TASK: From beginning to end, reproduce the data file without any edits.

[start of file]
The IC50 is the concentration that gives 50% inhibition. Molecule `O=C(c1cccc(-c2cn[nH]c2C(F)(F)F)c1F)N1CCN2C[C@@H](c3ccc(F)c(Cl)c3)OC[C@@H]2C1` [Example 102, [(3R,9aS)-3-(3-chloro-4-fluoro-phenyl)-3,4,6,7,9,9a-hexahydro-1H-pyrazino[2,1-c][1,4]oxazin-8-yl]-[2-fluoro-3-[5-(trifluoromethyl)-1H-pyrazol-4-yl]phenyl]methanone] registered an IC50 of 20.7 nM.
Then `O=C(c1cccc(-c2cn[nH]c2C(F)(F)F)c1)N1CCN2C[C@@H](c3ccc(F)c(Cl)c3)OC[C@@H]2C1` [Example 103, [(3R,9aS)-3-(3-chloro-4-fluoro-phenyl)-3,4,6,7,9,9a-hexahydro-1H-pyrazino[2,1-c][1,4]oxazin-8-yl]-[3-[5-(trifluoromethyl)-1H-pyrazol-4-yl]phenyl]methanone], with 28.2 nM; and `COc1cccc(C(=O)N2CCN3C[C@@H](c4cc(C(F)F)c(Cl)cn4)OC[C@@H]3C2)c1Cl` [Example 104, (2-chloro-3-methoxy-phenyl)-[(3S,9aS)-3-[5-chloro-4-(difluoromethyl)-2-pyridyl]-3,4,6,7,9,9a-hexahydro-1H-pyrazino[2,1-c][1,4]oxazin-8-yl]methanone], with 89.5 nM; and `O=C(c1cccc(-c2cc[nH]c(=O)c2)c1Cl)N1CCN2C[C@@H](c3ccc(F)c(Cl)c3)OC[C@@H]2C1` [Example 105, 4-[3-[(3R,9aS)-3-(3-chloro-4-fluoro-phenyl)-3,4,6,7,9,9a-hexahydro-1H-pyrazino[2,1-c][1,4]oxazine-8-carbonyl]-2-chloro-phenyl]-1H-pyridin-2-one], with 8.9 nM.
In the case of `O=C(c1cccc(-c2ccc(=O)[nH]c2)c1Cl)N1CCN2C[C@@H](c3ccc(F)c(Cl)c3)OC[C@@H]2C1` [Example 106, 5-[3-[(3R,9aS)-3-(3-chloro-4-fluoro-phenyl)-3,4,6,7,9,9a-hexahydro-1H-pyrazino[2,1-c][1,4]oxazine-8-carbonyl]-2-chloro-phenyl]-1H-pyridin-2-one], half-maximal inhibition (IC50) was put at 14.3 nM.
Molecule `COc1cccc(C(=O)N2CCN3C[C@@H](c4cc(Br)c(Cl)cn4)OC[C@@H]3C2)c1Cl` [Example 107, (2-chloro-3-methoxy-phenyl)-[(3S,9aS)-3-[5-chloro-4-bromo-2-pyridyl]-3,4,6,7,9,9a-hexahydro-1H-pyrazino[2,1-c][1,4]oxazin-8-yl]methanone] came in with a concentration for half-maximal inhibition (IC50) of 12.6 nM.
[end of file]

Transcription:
The IC50 is the concentration that gives 50% inhibition. Molecule `O=C(c1cccc(-c2cn[nH]c2C(F)(F)F)c1F)N1CCN2C[C@@H](c3ccc(F)c(Cl)c3)OC[C@@H]2C1` [Example 102, [(3R,9aS)-3-(3-chloro-4-fluoro-phenyl)-3,4,6,7,9,9a-hexahydro-1H-pyrazino[2,1-c][1,4]oxazin-8-yl]-[2-fluoro-3-[5-(trifluoromethyl)-1H-pyrazol-4-yl]phenyl]methanone] registered an IC50 of 20.7 nM.
Then `O=C(c1cccc(-c2cn[nH]c2C(F)(F)F)c1)N1CCN2C[C@@H](c3ccc(F)c(Cl)c3)OC[C@@H]2C1` [Example 103, [(3R,9aS)-3-(3-chloro-4-fluoro-phenyl)-3,4,6,7,9,9a-hexahydro-1H-pyrazino[2,1-c][1,4]oxazin-8-yl]-[3-[5-(trifluoromethyl)-1H-pyrazol-4-yl]phenyl]methanone], with 28.2 nM; and `COc1cccc(C(=O)N2CCN3C[C@@H](c4cc(C(F)F)c(Cl)cn4)OC[C@@H]3C2)c1Cl` [Example 104, (2-chloro-3-methoxy-phenyl)-[(3S,9aS)-3-[5-chloro-4-(difluoromethyl)-2-pyridyl]-3,4,6,7,9,9a-hexahydro-1H-pyrazino[2,1-c][1,4]oxazin-8-yl]methanone], with 89.5 nM; and `O=C(c1cccc(-c2cc[nH]c(=O)c2)c1Cl)N1CCN2C[C@@H](c3ccc(F)c(Cl)c3)OC[C@@H]2C1` [Example 105, 4-[3-[(3R,9aS)-3-(3-chloro-4-fluoro-phenyl)-3,4,6,7,9,9a-hexahydro-1H-pyrazino[2,1-c][1,4]oxazine-8-carbonyl]-2-chloro-phenyl]-1H-pyridin-2-one], with 8.9 nM.
In the case of `O=C(c1cccc(-c2ccc(=O)[nH]c2)c1Cl)N1CCN2C[C@@H](c3ccc(F)c(Cl)c3)OC[C@@H]2C1` [Example 106, 5-[3-[(3R,9aS)-3-(3-chloro-4-fluoro-phenyl)-3,4,6,7,9,9a-hexahydro-1H-pyrazino[2,1-c][1,4]oxazine-8-carbonyl]-2-chloro-phenyl]-1H-pyridin-2-one], half-maximal inhibition (IC50) was put at 14.3 nM.
Molecule `COc1cccc(C(=O)N2CCN3C[C@@H](c4cc(Br)c(Cl)cn4)OC[C@@H]3C2)c1Cl` [Example 107, (2-chloro-3-methoxy-phenyl)-[(3S,9aS)-3-[5-chloro-4-bromo-2-pyridyl]-3,4,6,7,9,9a-hexahydro-1H-pyrazino[2,1-c][1,4]oxazin-8-yl]methanone] came in with a concentration for half-maximal inhibition (IC50) of 12.6 nM.